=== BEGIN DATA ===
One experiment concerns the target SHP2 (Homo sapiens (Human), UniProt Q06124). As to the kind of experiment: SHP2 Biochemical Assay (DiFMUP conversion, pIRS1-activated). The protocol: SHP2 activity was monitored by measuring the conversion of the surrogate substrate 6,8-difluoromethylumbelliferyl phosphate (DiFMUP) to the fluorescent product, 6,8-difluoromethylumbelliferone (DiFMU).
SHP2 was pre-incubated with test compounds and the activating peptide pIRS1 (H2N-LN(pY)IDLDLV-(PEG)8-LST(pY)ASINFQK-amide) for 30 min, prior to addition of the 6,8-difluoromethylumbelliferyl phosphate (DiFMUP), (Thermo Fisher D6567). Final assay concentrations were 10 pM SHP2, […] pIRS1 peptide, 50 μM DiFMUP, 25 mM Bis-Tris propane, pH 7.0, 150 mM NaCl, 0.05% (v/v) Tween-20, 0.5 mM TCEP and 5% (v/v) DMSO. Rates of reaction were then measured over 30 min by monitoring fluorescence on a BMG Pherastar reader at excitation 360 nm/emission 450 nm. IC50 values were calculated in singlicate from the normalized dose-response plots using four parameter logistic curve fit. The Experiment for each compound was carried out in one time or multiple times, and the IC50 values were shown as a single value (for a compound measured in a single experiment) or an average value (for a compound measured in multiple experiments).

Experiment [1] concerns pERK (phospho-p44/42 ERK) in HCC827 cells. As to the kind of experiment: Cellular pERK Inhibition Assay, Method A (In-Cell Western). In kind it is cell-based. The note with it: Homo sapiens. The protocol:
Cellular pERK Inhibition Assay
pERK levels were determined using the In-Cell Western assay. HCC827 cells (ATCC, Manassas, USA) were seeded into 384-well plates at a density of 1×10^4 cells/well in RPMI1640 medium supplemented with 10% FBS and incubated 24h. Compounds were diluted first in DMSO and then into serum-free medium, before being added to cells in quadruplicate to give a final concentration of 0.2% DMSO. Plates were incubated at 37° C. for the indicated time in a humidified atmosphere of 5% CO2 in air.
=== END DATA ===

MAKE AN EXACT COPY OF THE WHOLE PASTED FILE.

One experiment concerns the target SHP2 (Homo sapiens (Human), UniProt Q06124). As to the kind of experiment: SHP2 Biochemical Assay (DiFMUP conversion, pIRS1-activated). The protocol: SHP2 activity was monitored by measuring the conversion of the surrogate substrate 6,8-difluoromethylumbelliferyl phosphate (DiFMUP) to the fluorescent product, 6,8-difluoromethylumbelliferone (DiFMU).
SHP2 was pre-incubated with test compounds and the activating peptide pIRS1 (H2N-LN(pY)IDLDLV-(PEG)8-LST(pY)ASINFQK-amide) for 30 min, prior to addition of the 6,8-difluoromethylumbelliferyl phosphate (DiFMUP), (Thermo Fisher D6567). Final assay concentrations were 10 pM SHP2, […] pIRS1 peptide, 50 μM DiFMUP, 25 mM Bis-Tris propane, pH 7.0, 150 mM NaCl, 0.05% (v/v) Tween-20, 0.5 mM TCEP and 5% (v/v) DMSO. Rates of reaction were then measured over 30 min by monitoring fluorescence on a BMG Pherastar reader at excitation 360 nm/emission 450 nm. IC50 values were calculated in singlicate from the normalized dose-response plots using four parameter logistic curve fit. The Experiment for each compound was carried out in one time or multiple times, and the IC50 values were shown as a single value (for a compound measured in a single experiment) or an average value (for a compound measured in multiple experiments).

Experiment [1] concerns pERK (phospho-p44/42 ERK) in HCC827 cells. As to the kind of experiment: Cellular pERK Inhibition Assay, Method A (In-Cell Western). In kind it is cell-based. The note with it: Homo sapiens. The protocol:
Cellular pERK Inhibition Assay
pERK levels were determined using the In-Cell Western assay. HCC827 cells (ATCC, Manassas, USA) were seeded into 384-well plates at a density of 1×10^4 cells/well in RPMI1640 medium supplemented with 10% FBS and incubated 24h. Compounds were diluted first in DMSO and then into serum-free medium, before being added to cells in quadruplicate to give a final concentration of 0.2% DMSO. Plates were incubated at 37° C. for the indicated time in a humidified atmosphere of 5% CO2 in air.